In Zahn et al. v. Board of Public Works et al., 274 U.S. 325, 328, 47 S. Ct. 594, 595, 71 L. Ed. 1074, a zoning ordinance of the city of Los Angeles, dividing the city into five building zones, and prescribing the kind of buildings that could be erected in each zone, was held constitutional in its general scope.Summary of this case from Women's Kansas City St. Andrew Soc. v. Kansas City
Argued March 7, 1927. Decided May 16, 1927.
1. A zoning ordinance dividing the City of Los Angeles into five building zones and prescribing the kinds of buildings that may be erected in each zone, held constitutional in its general scope ( Euclid v. Ambler Realty Co., 272 U.S. 365), and not violative of due process or equal protection as applied to this case. P. 327. 2. The plaintiff's lot was in a zone limited by the ordinance to buildings for residences, churches, private clubs, educational purposes, etc., and excluding buildings for private business other than physicians' offices. The value of the lot would be much enhanced if it could be used for business purposes, for which it was favorably situated. Other property in the zone was largely restricted by covenant to residential uses. The entire neighborhood at the time of the ordinance was largely unimproved but in course of rapid development. The conclusion of the city council, on these and other facts, that the public welfare would be promoted by establishing the zone can not be adjudged clearly arbitrary or unreasonable; and this court can not in such circumstances substitute its judgment for theirs. P. 328. 195 Cal. 497, affirmed.
Mr. A.J. Hill for plaintiffs in error.
Mr. Lucius P. Green, with whom Mr. Jess E. Stephens was on the brief, for defendants in error.
This is a proceeding in mandamus brought in the state court to compel defendants in error to issue a building permit enabling plaintiffs in error to erect a business building upon a lot lying within a district of the City of Los Angeles restricted by the zoning ordinance of that city against buildings of that character. The ordinance creates five zones, designated as "A," "B," "C," "D," and "E," respectively, and classifies the kinds of buildings, structures and improvements which may be erected in each. The ordinance is of the now familiar comprehensive type, but in the main regulates only the character of buildings which lawfully may be erected and does not prescribe height and area limitations. It is assailed as being repugnant to the due process of law and equal protection clauses of the Fourteenth Amendment. The property of plaintiffs in error is in zone "B," in which, generally stated, the use is limited to buildings for residential purposes, churches, private clubs, educational and similar purposes. All buildings for private business are excluded, with the exception of offices of persons practicing medicine. The state supreme court, in a well reasoned opinion, upheld the ordinance and denied the relief sought. 195 Cal. 497. And see Miller v. Board of Public Works, 195 Cal. 477.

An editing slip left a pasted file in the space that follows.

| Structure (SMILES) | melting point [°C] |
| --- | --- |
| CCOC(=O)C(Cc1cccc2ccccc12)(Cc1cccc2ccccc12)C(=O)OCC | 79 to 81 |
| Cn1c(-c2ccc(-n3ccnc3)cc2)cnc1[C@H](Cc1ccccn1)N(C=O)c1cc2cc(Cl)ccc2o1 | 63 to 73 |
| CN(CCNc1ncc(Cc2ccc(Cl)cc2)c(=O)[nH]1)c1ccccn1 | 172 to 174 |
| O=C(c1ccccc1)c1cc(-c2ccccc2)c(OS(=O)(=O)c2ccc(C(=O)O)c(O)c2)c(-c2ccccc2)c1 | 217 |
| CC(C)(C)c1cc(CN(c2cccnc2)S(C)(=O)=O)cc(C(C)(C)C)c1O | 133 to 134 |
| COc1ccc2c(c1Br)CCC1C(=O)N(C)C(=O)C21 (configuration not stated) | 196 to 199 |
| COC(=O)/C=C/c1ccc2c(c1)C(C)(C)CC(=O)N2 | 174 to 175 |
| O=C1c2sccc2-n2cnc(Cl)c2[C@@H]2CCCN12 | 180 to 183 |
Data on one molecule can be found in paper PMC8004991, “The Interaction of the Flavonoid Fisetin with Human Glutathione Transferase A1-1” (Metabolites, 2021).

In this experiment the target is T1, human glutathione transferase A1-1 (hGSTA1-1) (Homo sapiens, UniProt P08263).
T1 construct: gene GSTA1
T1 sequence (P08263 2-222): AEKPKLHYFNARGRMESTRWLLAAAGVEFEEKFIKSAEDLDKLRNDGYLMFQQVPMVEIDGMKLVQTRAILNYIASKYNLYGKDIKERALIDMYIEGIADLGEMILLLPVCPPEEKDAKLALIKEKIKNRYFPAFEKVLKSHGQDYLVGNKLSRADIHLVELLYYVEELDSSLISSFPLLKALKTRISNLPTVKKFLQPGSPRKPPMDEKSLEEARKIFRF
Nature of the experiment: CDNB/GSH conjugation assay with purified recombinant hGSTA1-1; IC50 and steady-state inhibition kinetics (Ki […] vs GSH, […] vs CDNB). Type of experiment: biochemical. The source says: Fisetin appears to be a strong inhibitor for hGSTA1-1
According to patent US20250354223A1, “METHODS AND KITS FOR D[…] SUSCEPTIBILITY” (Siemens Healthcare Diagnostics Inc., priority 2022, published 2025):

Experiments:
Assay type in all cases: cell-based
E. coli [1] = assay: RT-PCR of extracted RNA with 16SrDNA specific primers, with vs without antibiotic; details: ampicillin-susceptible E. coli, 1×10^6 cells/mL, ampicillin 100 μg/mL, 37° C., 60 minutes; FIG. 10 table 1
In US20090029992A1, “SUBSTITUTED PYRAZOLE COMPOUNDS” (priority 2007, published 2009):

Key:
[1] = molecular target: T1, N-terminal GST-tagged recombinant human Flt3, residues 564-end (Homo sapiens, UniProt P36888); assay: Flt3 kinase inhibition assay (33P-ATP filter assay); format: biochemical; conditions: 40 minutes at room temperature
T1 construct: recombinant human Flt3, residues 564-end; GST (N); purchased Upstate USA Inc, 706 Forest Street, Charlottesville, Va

The constitutional validity of the ordinance in its general scope is settled by the recent decision of this court in Euclid v. Ambler Co., 272 U.S. 365; and upon the record here we find no warrant for saying that the ordinance is unconstitutional as applied to the facts in the present case. The property of plaintiffs in error adjoins Wilshire Avenue, a main artery of travel through and beyond the city; and if such property were available for business purposes its market value would be greatly enhanced. The lands within the district were, when the ordinance was adopted, sparsely occupied by buildings, those in which business was carried on being limited to a few real estate offices, a grocery store, a market, a fruit stand, and a two-story business block. Much of the land adjoining the boulevard within the restricted district had already been sold with restrictions against buildings for business purposes, although the property of plaintiffs in error and the adjacent property had not been so restricted. The effect of the evidence is to show that the entire neighborhood, at the time of the passage of the zoning ordinance, was largely unimproved, but in course of rapid development. The Common Council of the city, upon these and other facts, concluded that the public welfare would be promoted by constituting the area, including the property of plaintiffs in error, a zone "B" district; and it is impossible for us to say that their conclusion in that respect was clearly arbitrary and unreasonable. The most that can be said is that whether that determination was an unreasonable, arbitrary or unequal exercise of power is fairly debatable. In such circumstances, the settled rule of this court is that it will not substitute its judgment for that of the legislative body charged with the primary duty and responsibility of determining the question. Euclid v. Ambler Co., supra, 388, 395; Radice v. New York, 264 U.S. 292, 294; Hadacheck v. Los Angeles, 239 U.S. 394, 408-412, 413-414; Cusack Co. v. City of Chicago, 242 U.S. 526, 530-531; Rast v. Van Deman Lewis, 240 U.S. 342, 357; Price v. Illinois, 238 U.S. 446, 452.